As noted in a previous post, Gerónimo López was born in Los Angeles in 1828. HIs father, Esteban, received land in what later became the Boyle Heights neighborhood east of the Los Angeles River and Gerónimo may have lived in this area briefly. While there is not a great deal known about his youth, Gerónimo was sent to the Mission San Fernando to live in 1837, when his uncle Pedro was the majordomo (foreman) there. Included in Pedro’s family was his six-year old daughter Catarina. He also attended a private school established by Tomás Feliz, owner of the Casa de Cahuenga across from today’s Universal City.
Gerónimo was involved in a pivotal event in the transition from Mexican to American control of California. The invasion of American troops in late Summer 1846 led to the conquest of the pueblo of Los Angeles, but the native Californios revolted and recaptured the town and reasserted authority. Several months later, a second American force marched north from San Diego and engaged Californio forces at the San Gabriel River in modern-day Montebello before fighting a last battle against their adversaries at Los Angeles on 9 January 1847. While the battle ended with the Californios yielding, but, in the meantime, another force of Americans led by Lt. Col. John C. Frémont was marching towards Los Angeles from the north and, on 10 January, was camped at Castaic. Pico, looking to end hostilities with Frémont instead of Commodore Robert Stockton, who had taken Los Angeles, sent the 18-year old Gerónimo, who was his scout, to Frémont with the offer of surrender and the signing of a treaty. This document was signed by the two parties at Feliz’ Casa de Cahuenga on the 13th and Gerónimo was present at the event that marked the official conclusion of the war in California.
That same year, Catarina, then aged sixteen, left the San Fernando area and went to Los Angeles to attend school. She seems to have remained at the pueblo for a few years. In the meantime, her father, Pedro, acquired a tract of land from Andrés Pico a couple of miles north of the mission and constructed an adobe house there. He planted vineyards and fruit trees on the property and enjoyed the use of a spring for his domestic and agricultural needs. While Gerónimo had received some property on the future Boyle Heights tract from his father and built an adobe house on it, his marriage to his second cousin on 9 September 1851 (the first anniversary of California statehood) led to the newlyweds moving in with her father at his ranch.
The couple remained with Pedro for ten years until his death in 1861, at which time the ranch was left to them. Gerónimo, however, had acquired a forty-acre parcel in present Sylmar which had been part of a 200-acre ranch granted to a San Fernando Mission Indian named Samuel in 1845. The 20% section Gerónimo acquired had been held by Maria de los Angeles Burrows and was purchased for $4.00 an acre during a time of economic depression. Water, however, from San Fernando Creek was sufficient for the property’s needs, even if the few years following the López purchase were marked first by a flood in the winter of 1861-62 and then two years of horrendous drought that virtually destroyed the cattle industry, the region’s economic backbone.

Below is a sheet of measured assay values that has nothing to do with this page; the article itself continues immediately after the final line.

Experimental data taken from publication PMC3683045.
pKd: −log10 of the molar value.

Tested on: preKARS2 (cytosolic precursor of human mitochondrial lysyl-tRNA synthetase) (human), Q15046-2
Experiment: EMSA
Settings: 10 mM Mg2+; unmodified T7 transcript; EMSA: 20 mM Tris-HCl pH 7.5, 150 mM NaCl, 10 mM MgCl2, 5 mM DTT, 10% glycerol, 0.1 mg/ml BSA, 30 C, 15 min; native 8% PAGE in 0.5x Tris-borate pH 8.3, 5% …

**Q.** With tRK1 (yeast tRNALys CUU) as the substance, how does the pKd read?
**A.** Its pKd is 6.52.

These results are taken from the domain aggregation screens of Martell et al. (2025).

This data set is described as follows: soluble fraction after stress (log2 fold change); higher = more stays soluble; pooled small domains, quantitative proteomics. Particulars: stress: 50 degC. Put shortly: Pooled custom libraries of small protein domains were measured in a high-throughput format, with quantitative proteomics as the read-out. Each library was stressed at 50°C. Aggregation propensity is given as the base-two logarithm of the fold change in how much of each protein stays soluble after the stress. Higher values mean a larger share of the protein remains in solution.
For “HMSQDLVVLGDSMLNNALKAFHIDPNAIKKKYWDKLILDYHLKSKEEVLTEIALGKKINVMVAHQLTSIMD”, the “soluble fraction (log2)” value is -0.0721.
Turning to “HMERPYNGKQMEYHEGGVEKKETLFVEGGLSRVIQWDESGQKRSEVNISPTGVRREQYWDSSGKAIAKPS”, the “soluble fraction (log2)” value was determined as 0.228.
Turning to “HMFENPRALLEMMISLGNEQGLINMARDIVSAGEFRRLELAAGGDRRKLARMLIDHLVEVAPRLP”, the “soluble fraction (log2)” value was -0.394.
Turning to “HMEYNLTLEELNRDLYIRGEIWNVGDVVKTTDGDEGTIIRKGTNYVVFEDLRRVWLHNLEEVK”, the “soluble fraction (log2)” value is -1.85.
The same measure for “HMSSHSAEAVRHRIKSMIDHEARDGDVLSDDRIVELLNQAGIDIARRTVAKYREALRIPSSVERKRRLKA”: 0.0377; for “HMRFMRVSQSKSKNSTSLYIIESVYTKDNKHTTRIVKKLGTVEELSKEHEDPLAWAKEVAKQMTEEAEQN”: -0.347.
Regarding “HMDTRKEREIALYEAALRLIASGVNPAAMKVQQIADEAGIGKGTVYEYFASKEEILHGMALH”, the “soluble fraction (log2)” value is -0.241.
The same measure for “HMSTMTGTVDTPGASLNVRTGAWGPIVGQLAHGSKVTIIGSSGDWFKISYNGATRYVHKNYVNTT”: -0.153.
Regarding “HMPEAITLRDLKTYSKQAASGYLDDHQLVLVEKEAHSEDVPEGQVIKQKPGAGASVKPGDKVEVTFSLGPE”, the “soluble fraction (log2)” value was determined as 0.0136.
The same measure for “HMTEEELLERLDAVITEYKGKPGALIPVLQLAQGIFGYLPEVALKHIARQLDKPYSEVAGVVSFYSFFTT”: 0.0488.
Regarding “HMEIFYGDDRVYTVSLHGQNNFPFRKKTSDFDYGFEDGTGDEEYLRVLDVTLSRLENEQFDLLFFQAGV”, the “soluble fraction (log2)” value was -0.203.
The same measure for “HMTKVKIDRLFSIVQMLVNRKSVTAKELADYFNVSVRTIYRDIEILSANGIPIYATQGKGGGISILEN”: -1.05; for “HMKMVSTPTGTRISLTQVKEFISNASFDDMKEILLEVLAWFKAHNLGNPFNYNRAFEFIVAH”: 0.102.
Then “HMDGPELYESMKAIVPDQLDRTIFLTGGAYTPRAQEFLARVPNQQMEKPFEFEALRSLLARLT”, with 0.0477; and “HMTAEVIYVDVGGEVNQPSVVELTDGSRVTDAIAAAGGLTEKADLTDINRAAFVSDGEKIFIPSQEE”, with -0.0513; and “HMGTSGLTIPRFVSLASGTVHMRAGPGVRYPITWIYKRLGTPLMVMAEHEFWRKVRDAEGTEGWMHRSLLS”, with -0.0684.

The adobe house built by Gerónimo López on his 40-acre parcel was situated on a road that became part of the transcontinental Butterfield Stage line in the late 1850s and, even though that line was soon terminated, the road remained a busy stagecoach route through the area. Adding a stage stop and store to his compound, Gerónimo called his domain López Station and there was a post office and school eventually included by him there, as well. By the late 1860s, 40-mule teams hauling silver ore from eastern California mines stopped off there as they made their way to Los Angeles.
A population and land boom that broke out in the late 1860s and was carried through to the mid-1870s brought three real estate speculators to the eastern San Fernando Valley, Charles Maclay, George Porter and Benjamin Porter purchased some land and established the town of San Fernando in September 1874 on 1000 acres. By then, the Southern Pacific Railroad was engaged in constructing a line that would link northern California with Los Angeles and which would pass through the new town. Gerónimo López quickly realized the importance of the new endeavor and constructed the first building in town, an adobe at the corner of Celis and Maclay streets that was used as an office for Maclay and George Porter. Today, the city’s post office is located on the property, just a short distance from the López Adobe.
In fact, it wasn’t long until Gerónimo and Catarina decided to pull up stakes from López Station, which lost business to the railroad, and move to San Fernando. The adobe was razed and the property later, in 1913, became the site of what is now the Van Norman Reservoir, west of Interstate 5 in today’s Granada Hills. As to the move to San Fernando, that will be featured in a later post!